The Shabbat Project: Step Inside
Like Abraham’s tent, the Shabbat Project is a place of shade and relief, open to every Jew.
It’s a sweltering hot day, Abraham is recovering from his circumcision at the age of 99 years – yet he’s sitting at the entrance to his desert tent, waiting restlessly for passersby who may need help.
Right now, the world feels not so different from the same hot sweltering desert. A global pandemic has disrupted our lives in the most profound and unsettling way. Even as the vaccine is helping us get a grip on the virus, there is economic uncertainty and ongoing political instability across the globe.
Abraham’s tent was open on all four sides so that anyone needing rest, comfort and shelter could enter. We read, in this week’s parsha, Vayeira, of Abraham’s evident delight and enthusiasm as he rushes to help a group of desert wayfarers (who unbeknown to him are angels sent by G-d); ushering them into the shade of the tent and plying them with refreshments and cool water. They are provided with life-giving relief from the hardships of their travels. They are left rejuvenated and refreshed, ready to continue their journey, ready to face the desert once again.
At this time, like Abraham’s tent, the Shabbat Project offers us shade and relief from the harshness of our world. It’s a big, shady, welcoming desert tent of healing and connection, love and joy, strength and faith. It can give us the shelter, comfort and support we need to emerge rejuvenated and refreshed, ready to tackle the great challenges that lie before us.
Of course, Abraham’s tent was not just a place of physical rejuvenation in the desert, but also a spiritual oasis in an idolatrous and morally parched world. In it, Abraham and Sarah spread the values of ethical monotheism to everyone who walked through the open flaps of their tent.
The Shabbat Project, too, is a spiritual oasis in whose shade we reconnect with Shabbat, which has sustained us through the most arid and hostile - and good - times. We take shelter beneath its eternal values.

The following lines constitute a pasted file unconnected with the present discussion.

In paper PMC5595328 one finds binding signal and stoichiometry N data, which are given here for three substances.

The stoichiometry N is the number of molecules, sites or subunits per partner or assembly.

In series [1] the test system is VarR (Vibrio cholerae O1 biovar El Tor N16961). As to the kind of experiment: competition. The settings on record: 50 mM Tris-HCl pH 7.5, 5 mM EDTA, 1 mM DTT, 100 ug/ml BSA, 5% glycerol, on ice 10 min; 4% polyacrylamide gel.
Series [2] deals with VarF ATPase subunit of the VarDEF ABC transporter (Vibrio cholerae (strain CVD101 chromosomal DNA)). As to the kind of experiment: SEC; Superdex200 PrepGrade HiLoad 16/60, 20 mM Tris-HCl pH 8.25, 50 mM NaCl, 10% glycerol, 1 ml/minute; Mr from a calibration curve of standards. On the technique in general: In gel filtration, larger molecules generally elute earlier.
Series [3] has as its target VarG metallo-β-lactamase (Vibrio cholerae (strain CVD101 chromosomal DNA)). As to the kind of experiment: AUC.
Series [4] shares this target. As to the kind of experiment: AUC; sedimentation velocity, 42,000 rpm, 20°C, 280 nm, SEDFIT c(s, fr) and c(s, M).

When we keep Shabbat, we reconnect with our families and the people around us, with our inner selves, and with our Creator. We feel the presence of God in our midst, and remind ourselves that whatever we are going through, we are held by Him.
And like Abraham’s tent, the Shabbat Project is open on all sides, to Jews of all backgrounds. It’s a welcoming space where we can all congregate and find shelter in the relief and joy of Shabbat, whatever our differences. Shabbat belongs to every Jew.
As I write this, thousands of volunteer partners in hundreds of cities across the world are once again pitching the Shabbat Project tent, Its flaps open wide for Jews of every persuasion to enjoy its life-giving shade.
Let us all keep the Shabbat of Parshat Vayera on 22/23 October. Let us step into the cool shelter Shabbat provides, drawing comfort and renewed strength from those 25 magical, meaningful hours. And let us keep this Shabbat together – together with our families, together with Jews around the world.
The Shabbat Project takes place on the 22-23 October.
To find out how to join in go to theshabbosproject.org
Chief Rabbi Warren Goldstein
Chief Rabbi Warren Goldstein is the chief rabbi of South Africa and the founder of The Shabbat Project.